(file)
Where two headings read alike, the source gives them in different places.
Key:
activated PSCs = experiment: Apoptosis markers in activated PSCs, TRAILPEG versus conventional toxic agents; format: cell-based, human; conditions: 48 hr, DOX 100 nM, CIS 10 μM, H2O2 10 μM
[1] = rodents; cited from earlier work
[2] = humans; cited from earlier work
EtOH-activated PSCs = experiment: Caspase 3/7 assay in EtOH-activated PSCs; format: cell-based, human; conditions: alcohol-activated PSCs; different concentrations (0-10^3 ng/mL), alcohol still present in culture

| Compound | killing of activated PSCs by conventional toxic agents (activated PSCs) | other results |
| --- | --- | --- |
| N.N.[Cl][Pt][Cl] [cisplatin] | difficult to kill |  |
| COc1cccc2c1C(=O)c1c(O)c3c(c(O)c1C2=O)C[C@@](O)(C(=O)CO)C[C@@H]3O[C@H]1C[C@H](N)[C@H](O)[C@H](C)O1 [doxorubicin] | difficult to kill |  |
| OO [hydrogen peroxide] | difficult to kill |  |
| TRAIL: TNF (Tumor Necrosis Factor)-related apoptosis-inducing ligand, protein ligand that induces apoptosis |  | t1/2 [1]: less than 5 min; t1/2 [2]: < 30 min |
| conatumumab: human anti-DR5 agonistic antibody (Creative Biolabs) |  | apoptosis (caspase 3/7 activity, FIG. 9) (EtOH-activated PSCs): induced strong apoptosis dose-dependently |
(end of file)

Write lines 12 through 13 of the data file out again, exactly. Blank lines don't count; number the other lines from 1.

| TRAIL: TNF (Tumor Necrosis Factor)-related apoptosis-inducing ligand, protein ligand that induces apoptosis |  | t1/2 [1]: less than 5 min; t1/2 [2]: < 30 min |
| conatumumab: human anti-DR5 agonistic antibody (Creative Biolabs) |  | apoptosis (caspase 3/7 activity, FIG. 9) (EtOH-activated PSCs): induced strong apoptosis dose-dependently |